My trip to North Wales to meet the Conwy ‘Mussel Men’ felt a little like going back in time. Conwy (www.conwy.com) itself is a stunning medieval town, enclosed within the walls of the town’s much intact thirteenth-century castle. So it seemed appropriate that the mussel men are still using an age-old rake fishing technique to catch their mussels.
The amazing thing about Conwy mussels is how large they are- so often, the mussels found in restaurants and supermarkets are tiny. The Conwy mussels are so large because they grow deep at the bottom of the estuary, where they have plenty to feed on from the sea and the rivers that run into the estuary. The general rule is that the deeper a mussel grows, the larger its size.
I learned from mussel men Trevor Jones and his son Tom that the tendency these days is for customers to be put off buying Conwy mussels because they have barnacles growing on them. This is such a shame because the barnacles are just so simple to scrape off with a blunt knife – and the Conwy mussels are tastier, fatter and juicier than the rope grown versions. Fortunately, many of the local restaurants and hotels, including the marvellous Castle Hotel (www.castlewales.co.uk), proudly serve the local mussel catch to their customers, good on them, I say.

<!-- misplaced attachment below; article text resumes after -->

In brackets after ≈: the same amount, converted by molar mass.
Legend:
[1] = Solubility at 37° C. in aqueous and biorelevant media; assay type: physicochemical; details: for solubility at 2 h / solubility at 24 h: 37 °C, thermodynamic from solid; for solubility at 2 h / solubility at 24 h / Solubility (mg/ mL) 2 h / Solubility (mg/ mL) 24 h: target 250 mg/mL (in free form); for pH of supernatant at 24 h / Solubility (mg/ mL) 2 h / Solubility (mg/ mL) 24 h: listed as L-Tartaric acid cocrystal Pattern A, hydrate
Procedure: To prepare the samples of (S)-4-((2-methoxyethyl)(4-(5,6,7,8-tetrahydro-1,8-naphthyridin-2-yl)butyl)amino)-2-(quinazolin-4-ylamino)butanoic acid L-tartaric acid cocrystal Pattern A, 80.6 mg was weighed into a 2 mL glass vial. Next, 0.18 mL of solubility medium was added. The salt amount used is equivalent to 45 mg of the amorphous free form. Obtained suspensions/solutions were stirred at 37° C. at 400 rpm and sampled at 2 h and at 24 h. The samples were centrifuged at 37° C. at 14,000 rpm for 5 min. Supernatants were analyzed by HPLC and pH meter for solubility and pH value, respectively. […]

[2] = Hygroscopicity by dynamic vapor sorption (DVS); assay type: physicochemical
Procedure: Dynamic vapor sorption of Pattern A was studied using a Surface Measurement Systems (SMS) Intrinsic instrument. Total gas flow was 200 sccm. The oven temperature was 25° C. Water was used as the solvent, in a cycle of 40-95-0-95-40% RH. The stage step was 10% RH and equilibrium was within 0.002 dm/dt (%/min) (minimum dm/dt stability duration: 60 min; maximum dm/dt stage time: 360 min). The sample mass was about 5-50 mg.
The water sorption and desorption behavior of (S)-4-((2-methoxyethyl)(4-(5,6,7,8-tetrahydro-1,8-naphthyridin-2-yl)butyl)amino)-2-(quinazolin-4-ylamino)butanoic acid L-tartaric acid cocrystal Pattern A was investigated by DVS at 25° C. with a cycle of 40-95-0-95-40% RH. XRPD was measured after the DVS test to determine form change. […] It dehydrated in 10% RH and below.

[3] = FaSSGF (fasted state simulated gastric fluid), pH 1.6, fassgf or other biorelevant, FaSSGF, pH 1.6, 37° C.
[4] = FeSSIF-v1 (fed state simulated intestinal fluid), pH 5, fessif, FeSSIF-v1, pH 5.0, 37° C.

From Conwy, after a short journey along the beautiful North Coast of Wales, I arrived at the pure waters of the Menai Straits. I met professional forager Yun Hider, who runs The Mountain Food Company (www.mountainfood.org), which supplies wild ingredients to some top London restaurants. Yun sees the world around him in a totally different way to most people – every hedgerow, mountainside, or coastline is rich with wild vegetables ready to be harvested. In all honesty, I was a little apprehensive about how these ‘sea vegetables’ would taste. Still, I was very pleasantly surprised to discover that plants such as Sea Purslane and Sea Beet are just as good as mainstream vegetables and a perfect accompaniment to fish.
We cooked a little onion, garlic, Chorizo, finely sliced Alexanders in a little oil, then added the fresh, scrapped mussels and a glass of wine. The lid was on and cooked for about 10 minutes until all the mussels were open and beautifully plump. We then had a side salad of purslane, gently part steamed, part poached the sea beet as accompaniments. I have to tell you. It was all totally delicious and fresh as a daisy……..mm there’s a thought, must try them also!!!
A huge thank you goes to Visit Wales (www.visitwales.co.uk) and Seafish (seafish.co.uk) for their help making this film.